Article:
Corticosteroid effects on proximal femur bone loss

J Bone Miner Res. 1990 Dec;5(12):1211-6. doi: 10.1002/jbmr.5650051204.


Prolonged high-dose corticosteroid therapy is known to result in an increased risk of osteoporotic fracture. Reductions in bone density have been demonstrated at the distal radius and lumbar spine in patients receiving corticosteroids; however there have been few studies of bone density in the hip (the most important site of osteoporotic fracture) in this context. To examine the effect of corticosteroids on the hip we measured bone mineral density (BMD) by dual-photon absorptiometry at three sites in the proximal femur as well as the lumbar spine in 32 patients aged 18-77 years who had been treated with corticosteroids (mean daily prednisone dose 12.7 mg) for up to 23 years. BMD was compared with the expected values using age regressions in normal subjects. BMD was significantly reduced in the femoral neck, Ward's triangle, and the trochanteric region (p less than 0.001 all sites). In the lumbar spine BMD was also significantly reduced (p less than 0.001). We also measured BMD serially in 29 patients receiving corticosteroids. BMD measurements were made in 12 patients who had already been treated with long-term corticosteroids at the time of first BMD measurement (chronic group) and from the commencement of corticosteroid therapy in 17 patients (acute group). The mean (+/- SEM) change in BMD (g/cm2 per year) in the lumbar spine and femoral neck were 0.006 +/- 0.006 and -0.021 +/- 0.007, respectively, for the chronic group and -0.02 +/- 0.005 and -0.039 +/- 0.006 for the acute group.(ABSTRACT TRUNCATED AT 250 WORDS)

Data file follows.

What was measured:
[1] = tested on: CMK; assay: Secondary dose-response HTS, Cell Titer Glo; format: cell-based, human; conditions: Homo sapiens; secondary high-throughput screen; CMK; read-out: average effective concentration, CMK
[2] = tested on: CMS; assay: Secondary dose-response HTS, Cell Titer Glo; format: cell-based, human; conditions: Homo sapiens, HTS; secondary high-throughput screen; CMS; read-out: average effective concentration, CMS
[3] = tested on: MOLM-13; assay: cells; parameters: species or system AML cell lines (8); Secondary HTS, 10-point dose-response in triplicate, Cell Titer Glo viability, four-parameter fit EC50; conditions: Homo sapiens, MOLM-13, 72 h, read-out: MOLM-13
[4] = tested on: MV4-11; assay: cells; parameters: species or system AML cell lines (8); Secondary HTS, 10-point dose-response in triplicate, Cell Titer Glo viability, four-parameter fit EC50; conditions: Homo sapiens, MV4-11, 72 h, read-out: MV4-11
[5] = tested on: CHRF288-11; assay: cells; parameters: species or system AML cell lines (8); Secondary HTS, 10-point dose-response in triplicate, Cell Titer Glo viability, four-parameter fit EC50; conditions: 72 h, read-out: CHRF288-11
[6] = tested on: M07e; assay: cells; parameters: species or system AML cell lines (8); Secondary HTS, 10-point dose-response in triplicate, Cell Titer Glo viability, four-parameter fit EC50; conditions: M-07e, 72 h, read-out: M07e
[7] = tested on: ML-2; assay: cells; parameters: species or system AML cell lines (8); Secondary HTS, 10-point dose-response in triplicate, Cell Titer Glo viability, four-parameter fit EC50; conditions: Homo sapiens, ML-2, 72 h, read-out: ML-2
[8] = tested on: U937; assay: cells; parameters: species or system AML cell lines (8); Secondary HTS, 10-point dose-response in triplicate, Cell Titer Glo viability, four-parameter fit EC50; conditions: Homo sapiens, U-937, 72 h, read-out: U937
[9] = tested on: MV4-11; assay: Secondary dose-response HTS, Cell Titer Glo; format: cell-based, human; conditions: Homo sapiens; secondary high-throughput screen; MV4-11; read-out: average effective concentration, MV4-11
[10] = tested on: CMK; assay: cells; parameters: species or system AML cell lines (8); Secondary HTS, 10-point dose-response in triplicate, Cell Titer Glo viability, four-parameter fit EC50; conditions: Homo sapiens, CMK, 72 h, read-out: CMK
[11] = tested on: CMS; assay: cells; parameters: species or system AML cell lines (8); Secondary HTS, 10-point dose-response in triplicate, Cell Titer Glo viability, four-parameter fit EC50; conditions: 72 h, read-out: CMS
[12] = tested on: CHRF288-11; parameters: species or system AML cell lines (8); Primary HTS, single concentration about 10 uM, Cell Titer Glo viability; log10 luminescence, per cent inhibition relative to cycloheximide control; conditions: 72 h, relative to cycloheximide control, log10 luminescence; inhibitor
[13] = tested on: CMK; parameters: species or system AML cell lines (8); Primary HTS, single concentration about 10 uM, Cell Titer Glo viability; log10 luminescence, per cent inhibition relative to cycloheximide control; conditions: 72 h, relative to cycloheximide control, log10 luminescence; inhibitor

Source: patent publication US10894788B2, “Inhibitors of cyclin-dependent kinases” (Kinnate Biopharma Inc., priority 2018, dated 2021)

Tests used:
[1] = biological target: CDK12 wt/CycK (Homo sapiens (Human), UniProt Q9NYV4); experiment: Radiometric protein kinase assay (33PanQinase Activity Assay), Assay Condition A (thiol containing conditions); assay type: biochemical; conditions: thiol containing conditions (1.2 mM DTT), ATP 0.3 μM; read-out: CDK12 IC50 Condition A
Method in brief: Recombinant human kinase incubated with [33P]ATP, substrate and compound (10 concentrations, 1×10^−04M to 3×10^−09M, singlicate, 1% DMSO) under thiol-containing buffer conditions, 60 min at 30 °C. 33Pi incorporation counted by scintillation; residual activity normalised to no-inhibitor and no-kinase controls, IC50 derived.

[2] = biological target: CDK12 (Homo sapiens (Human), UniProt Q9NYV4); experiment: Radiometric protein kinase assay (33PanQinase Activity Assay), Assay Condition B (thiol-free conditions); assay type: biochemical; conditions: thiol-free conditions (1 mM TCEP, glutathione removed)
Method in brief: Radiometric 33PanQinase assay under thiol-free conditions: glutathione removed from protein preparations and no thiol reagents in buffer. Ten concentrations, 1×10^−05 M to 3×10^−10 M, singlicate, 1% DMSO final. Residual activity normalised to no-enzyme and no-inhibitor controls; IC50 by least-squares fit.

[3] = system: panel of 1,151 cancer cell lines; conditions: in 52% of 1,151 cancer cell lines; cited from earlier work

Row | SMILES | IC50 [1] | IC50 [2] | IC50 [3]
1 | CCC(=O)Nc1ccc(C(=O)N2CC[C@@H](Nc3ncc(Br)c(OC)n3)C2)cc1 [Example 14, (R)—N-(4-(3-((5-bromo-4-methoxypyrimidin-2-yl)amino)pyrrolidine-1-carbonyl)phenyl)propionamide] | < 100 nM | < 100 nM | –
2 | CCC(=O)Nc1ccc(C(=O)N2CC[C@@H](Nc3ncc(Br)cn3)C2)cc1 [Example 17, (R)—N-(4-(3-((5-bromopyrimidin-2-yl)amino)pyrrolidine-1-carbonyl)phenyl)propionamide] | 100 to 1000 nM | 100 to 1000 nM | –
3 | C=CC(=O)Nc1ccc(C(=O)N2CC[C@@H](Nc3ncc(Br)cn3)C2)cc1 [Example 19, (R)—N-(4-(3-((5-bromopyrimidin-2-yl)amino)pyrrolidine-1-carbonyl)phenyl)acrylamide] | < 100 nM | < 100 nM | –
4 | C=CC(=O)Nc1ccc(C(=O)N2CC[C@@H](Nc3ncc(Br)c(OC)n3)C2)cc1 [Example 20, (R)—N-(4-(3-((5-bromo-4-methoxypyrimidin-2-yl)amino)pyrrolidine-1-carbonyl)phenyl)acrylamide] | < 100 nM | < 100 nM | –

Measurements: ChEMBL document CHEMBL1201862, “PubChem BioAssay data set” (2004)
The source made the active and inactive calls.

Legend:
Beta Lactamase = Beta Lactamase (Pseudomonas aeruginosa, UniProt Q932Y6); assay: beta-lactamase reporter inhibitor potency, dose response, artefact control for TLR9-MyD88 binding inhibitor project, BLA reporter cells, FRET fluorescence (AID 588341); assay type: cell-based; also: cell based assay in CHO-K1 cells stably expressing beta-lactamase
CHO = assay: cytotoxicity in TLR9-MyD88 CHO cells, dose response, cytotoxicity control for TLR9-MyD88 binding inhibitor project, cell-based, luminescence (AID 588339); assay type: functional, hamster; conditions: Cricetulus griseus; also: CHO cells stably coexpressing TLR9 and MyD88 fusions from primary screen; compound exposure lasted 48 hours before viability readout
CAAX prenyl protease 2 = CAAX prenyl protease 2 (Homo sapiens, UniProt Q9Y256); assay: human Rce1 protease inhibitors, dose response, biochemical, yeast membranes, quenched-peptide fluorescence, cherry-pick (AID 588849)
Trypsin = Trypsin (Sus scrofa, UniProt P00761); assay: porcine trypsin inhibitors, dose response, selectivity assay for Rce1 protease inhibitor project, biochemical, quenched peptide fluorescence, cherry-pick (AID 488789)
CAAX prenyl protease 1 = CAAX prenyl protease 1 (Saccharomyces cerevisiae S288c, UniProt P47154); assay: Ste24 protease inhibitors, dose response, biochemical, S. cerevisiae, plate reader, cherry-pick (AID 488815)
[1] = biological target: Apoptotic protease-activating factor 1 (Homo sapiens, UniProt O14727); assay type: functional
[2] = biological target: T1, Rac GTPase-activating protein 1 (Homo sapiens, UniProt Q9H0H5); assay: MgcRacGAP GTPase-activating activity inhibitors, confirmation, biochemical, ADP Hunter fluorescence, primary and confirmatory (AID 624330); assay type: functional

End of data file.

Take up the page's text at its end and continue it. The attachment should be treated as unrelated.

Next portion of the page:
MeSH terms

  • Adolescent
  • Adrenal Cortex Hormones / adverse effects*
  • Adult
  • Aged
  • Aged, 80 and over
  • Bone Density / drug effects
  • Cross-Sectional Studies
  • Dose-Response Relationship, Drug
  • Female
  • Femur / drug effects
  • Fractures, Bone / etiology
  • Humans
  • Longitudinal Studies
  • Lumbar Vertebrae / drug effects
  • Male
  • Middle Aged
  • Osteoporosis / chemically induced*
  • Risk Factors
  • Time Factors


  • Adrenal Cortex Hormones